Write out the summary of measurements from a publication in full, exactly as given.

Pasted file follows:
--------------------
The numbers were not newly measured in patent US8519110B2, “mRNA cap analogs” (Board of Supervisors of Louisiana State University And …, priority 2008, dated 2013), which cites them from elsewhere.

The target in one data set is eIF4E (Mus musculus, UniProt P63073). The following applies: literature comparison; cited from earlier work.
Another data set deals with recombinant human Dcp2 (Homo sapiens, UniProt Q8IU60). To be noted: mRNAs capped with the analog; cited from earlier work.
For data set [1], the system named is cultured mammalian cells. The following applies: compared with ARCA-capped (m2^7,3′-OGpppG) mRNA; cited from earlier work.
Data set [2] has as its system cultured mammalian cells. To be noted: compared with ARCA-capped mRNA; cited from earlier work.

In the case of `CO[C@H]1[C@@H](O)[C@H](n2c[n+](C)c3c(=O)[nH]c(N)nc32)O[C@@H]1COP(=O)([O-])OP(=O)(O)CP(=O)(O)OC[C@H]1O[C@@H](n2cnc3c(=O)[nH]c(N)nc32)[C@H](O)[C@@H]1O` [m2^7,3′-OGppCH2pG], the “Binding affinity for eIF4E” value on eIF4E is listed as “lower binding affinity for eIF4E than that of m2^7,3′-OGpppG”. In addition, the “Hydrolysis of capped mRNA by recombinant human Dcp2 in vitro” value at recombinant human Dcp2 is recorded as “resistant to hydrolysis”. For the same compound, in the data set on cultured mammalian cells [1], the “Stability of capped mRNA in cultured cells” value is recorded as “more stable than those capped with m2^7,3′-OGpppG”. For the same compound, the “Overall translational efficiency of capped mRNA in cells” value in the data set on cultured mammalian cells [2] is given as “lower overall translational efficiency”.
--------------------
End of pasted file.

The numbers were not newly measured in patent US8519110B2, “mRNA cap analogs” (Board of Supervisors of Louisiana State University And …, priority 2008, dated 2013), which cites them from elsewhere.

The target in one data set is eIF4E (Mus musculus, UniProt P63073). The following applies: literature comparison; cited from earlier work.
Another data set deals with recombinant human Dcp2 (Homo sapiens, UniProt Q8IU60). To be noted: mRNAs capped with the analog; cited from earlier work.
For data set [1], the system named is cultured mammalian cells. The following applies: compared with ARCA-capped (m2^7,3′-OGpppG) mRNA; cited from earlier work.
Data set [2] has as its system cultured mammalian cells. To be noted: compared with ARCA-capped mRNA; cited from earlier work.

In the case of `CO[C@H]1[C@@H](O)[C@H](n2c[n+](C)c3c(=O)[nH]c(N)nc32)O[C@@H]1COP(=O)([O-])OP(=O)(O)CP(=O)(O)OC[C@H]1O[C@@H](n2cnc3c(=O)[nH]c(N)nc32)[C@H](O)[C@@H]1O` [m2^7,3′-OGppCH2pG], the “Binding affinity for eIF4E” value on eIF4E is listed as “lower binding affinity for eIF4E than that of m2^7,3′-OGpppG”. In addition, the “Hydrolysis of capped mRNA by recombinant human Dcp2 in vitro” value at recombinant human Dcp2 is recorded as “resistant to hydrolysis”. For the same compound, in the data set on cultured mammalian cells [1], the “Stability of capped mRNA in cultured cells” value is recorded as “more stable than those capped with m2^7,3′-OGpppG”. For the same compound, the “Overall translational efficiency of capped mRNA in cells” value in the data set on cultured mammalian cells [2] is given as “lower overall translational efficiency”.